What targets will improve the lives of children across the world?

2015 will be a year to remember: this coming September, world leaders are set to pass a new global development agenda that will replace the Millennium Development Goals (MDGs). This agenda will drive action and investment in every country over the next 15 years.

The new Sustainable Development Goals (SDGs) aspire to be universal in scope and transformational in nature for both people and planet.

For this to happen, children must be at the heart of the new agenda and have voice in defining and implementing it. As UN Member States move towards the critical stage of negotiating the final iteration of the new framework for sustainable development, UNICEF has released a set of two-page “issue briefs” that articulate essential targets for children and future generations.

These two-pagers are intended to be a tool for Governments and other key decision-makers in the forthcoming negotiations and beyond. Using the watershed report of the Open Working Group on SDGs as a foundation, we have culled the targets most critical to the lives of children and young people, using the language of the OWG targets to the extent possible, but also offering refinements to that language that will maximize results and ensure the targets are both ambitious and measurable. All briefs also include a short narrative and provide key evidence; outlining a sound and convincing argument for why these issues are a critical component of the new agenda.

2015 must be a year of global action for children. Politicians… CEOs…parents…academics…children and young people — we all have a vested interest in seeing the passage of a global development agenda that succeeds. In fact, it is an existential issue for our communities, our planet and future generations.

The new SDGs must take what was started in the MDG era to the next level. We need move from reducing to eradicating extreme poverty – especially for children who are disproportionately affected — so that no child in left behind by the march of progress. We must also move beyond measures that only look at income.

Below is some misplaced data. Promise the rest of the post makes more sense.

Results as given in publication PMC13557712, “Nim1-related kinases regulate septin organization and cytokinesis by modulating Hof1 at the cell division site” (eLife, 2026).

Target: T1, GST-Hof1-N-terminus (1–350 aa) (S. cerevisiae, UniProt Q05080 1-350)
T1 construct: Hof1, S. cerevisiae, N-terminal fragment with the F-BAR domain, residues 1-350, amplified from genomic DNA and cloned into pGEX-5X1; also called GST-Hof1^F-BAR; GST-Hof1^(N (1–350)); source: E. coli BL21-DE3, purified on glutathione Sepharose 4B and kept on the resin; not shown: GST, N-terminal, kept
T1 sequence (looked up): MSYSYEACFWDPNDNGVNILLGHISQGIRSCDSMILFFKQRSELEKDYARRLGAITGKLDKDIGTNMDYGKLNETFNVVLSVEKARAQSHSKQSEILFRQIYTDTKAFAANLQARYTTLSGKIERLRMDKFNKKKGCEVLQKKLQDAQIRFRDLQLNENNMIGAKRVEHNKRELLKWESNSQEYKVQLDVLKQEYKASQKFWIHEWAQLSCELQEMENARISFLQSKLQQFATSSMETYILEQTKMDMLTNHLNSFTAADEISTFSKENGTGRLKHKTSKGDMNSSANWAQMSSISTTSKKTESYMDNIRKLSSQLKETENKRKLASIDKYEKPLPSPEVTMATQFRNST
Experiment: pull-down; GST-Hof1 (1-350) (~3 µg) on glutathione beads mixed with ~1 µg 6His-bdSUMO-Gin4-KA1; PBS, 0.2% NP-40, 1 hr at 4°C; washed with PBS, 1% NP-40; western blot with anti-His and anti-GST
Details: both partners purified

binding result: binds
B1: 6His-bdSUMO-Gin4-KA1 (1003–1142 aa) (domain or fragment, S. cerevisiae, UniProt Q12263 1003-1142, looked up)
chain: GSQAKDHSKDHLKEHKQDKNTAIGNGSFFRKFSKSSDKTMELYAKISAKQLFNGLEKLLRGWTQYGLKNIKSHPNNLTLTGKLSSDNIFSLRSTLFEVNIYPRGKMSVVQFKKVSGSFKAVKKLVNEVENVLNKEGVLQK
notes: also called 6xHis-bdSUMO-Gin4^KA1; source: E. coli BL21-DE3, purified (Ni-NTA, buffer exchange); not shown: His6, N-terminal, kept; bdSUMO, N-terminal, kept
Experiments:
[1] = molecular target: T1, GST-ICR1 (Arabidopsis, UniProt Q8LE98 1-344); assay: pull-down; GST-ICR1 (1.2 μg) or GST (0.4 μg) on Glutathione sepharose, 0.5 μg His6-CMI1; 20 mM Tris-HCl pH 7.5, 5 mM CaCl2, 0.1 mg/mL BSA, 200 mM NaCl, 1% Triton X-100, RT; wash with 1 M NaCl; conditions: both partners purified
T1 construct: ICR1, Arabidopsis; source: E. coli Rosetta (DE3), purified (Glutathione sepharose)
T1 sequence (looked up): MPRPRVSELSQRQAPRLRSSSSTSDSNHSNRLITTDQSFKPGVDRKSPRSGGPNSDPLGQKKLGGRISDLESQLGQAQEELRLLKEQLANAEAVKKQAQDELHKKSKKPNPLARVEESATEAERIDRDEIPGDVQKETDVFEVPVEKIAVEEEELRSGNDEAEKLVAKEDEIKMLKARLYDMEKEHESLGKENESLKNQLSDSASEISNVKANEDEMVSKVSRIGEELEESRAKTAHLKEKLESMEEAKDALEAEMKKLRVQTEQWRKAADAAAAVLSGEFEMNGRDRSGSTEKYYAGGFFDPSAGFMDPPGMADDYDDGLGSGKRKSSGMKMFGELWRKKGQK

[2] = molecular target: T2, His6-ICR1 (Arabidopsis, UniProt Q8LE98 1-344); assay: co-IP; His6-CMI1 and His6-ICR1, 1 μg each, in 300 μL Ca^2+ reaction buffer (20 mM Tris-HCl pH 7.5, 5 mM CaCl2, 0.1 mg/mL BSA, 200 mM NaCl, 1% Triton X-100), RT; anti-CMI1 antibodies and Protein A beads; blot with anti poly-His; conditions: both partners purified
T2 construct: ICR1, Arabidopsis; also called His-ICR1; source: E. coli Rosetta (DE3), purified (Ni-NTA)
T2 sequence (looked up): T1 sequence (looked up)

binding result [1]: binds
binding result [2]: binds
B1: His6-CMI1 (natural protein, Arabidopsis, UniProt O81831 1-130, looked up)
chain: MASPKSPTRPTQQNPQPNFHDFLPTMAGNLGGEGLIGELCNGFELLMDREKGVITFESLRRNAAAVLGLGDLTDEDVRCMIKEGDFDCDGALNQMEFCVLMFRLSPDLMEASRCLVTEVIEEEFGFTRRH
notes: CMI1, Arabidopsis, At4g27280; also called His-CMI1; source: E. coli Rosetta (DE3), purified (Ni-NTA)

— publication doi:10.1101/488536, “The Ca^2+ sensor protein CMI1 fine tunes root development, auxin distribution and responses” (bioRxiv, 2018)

While great progress has been made to reduce child and maternal mortality, especially in the last two decades, we need to move towards effectively ending the global human tragedy of children dying from preventable causes or mothers dying giving birth. In education, we need to ensure access for children that continue to be excluded, such as girls, children with disabilities, children affected by emergencies and indigenous children. And we must work harder to ensure that all children are not only attending school, but learning while they are there. We need to ensure that all children have access to nutritious food and basic drinking water, sanitation and hygiene – in their homes, schools and in health facilities.

Additionally, the new agenda must be bold in taking on issues not addressed in the MDGs like protection of children from violence, exploitation and abuse and addressing inequalities that — every day — rob children of their chance to achieve their full potential — especially those children already marginalized. To not make progress on these issues denies the individual child his or her rights, but also deprives our entire human family of the intellectual, social, moral and economic benefits that derive from the fulfilment of these rights.

Getting the right plan in place is the critical first step on the long and challenging journey of fulfilling these aspirations. UNICEF remains committed to seeing through a successful SDG agenda: for today’s children, tomorrow’s children and the planet we all inhabit.


  1. Children’s Rights
  2. The Rights of Children with Disabilities
  3. Child Poverty
  4. Maternal and Child Nutrition
  5. Breastfeeding
  6. Early Childhood Development (ECD)
  7. Child Survival and Healthy Development
  8. Achieving an AIDS Free Generation
  9. Protection of Children from Violence, Exploitation and Abuse
  10. Equitable and Inclusive Quality Education and Lifelong Learning for All
  11. Water, Sanitation and Hygiene (WASH)
  12. Gender Equality and Girls’ and Women’s Empowerment
  13. Disaster Risk Reduction (DRR)
  14. Environmental Sustainability

Nicholas Alipui is the Director and Senior Adviser on the Post-2015 Development Agenda

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